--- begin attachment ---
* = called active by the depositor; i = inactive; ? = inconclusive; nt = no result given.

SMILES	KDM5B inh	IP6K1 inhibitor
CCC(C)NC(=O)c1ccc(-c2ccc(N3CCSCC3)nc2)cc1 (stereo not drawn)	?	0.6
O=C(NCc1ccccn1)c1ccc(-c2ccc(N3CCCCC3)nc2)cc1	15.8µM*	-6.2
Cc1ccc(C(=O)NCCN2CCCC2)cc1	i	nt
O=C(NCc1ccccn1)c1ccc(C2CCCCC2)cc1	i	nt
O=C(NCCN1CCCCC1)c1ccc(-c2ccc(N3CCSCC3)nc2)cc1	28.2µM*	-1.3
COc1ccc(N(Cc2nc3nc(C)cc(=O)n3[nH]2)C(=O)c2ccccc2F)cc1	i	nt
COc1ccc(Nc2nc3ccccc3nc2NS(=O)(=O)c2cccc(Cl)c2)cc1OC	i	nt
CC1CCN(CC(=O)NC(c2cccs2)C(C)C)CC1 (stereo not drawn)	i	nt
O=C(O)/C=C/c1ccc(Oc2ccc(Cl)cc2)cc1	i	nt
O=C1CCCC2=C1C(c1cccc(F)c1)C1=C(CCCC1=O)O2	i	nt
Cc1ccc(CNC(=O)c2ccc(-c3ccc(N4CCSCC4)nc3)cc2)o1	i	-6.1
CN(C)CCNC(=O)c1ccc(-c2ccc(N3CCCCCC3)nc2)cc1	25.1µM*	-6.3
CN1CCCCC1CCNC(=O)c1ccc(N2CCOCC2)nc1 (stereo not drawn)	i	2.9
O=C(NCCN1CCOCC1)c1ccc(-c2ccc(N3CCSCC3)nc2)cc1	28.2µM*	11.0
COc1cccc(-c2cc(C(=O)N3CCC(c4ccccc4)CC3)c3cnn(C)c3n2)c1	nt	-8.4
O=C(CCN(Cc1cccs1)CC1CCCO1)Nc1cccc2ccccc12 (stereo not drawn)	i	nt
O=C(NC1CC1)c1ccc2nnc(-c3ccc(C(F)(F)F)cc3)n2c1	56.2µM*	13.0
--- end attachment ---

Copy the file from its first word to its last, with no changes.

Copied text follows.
* = called active by the depositor; i = inactive; ? = inconclusive; nt = no result given.

SMILES	KDM5B inh	IP6K1 inhibitor
CCC(C)NC(=O)c1ccc(-c2ccc(N3CCSCC3)nc2)cc1 (stereo not drawn)	?	0.6
O=C(NCc1ccccn1)c1ccc(-c2ccc(N3CCCCC3)nc2)cc1	15.8µM*	-6.2
Cc1ccc(C(=O)NCCN2CCCC2)cc1	i	nt
O=C(NCc1ccccn1)c1ccc(C2CCCCC2)cc1	i	nt
O=C(NCCN1CCCCC1)c1ccc(-c2ccc(N3CCSCC3)nc2)cc1	28.2µM*	-1.3
COc1ccc(N(Cc2nc3nc(C)cc(=O)n3[nH]2)C(=O)c2ccccc2F)cc1	i	nt
COc1ccc(Nc2nc3ccccc3nc2NS(=O)(=O)c2cccc(Cl)c2)cc1OC	i	nt
CC1CCN(CC(=O)NC(c2cccs2)C(C)C)CC1 (stereo not drawn)	i	nt
O=C(O)/C=C/c1ccc(Oc2ccc(Cl)cc2)cc1	i	nt
O=C1CCCC2=C1C(c1cccc(F)c1)C1=C(CCCC1=O)O2	i	nt
Cc1ccc(CNC(=O)c2ccc(-c3ccc(N4CCSCC4)nc3)cc2)o1	i	-6.1
CN(C)CCNC(=O)c1ccc(-c2ccc(N3CCCCCC3)nc2)cc1	25.1µM*	-6.3
CN1CCCCC1CCNC(=O)c1ccc(N2CCOCC2)nc1 (stereo not drawn)	i	2.9
O=C(NCCN1CCOCC1)c1ccc(-c2ccc(N3CCSCC3)nc2)cc1	28.2µM*	11.0
COc1cccc(-c2cc(C(=O)N3CCC(c4ccccc4)CC3)c3cnn(C)c3n2)c1	nt	-8.4
O=C(CCN(Cc1cccs1)CC1CCCO1)Nc1cccc2ccccc12 (stereo not drawn)	i	nt
O=C(NC1CC1)c1ccc2nnc(-c3ccc(C(F)(F)F)cc3)n2c1	56.2µM*	13.0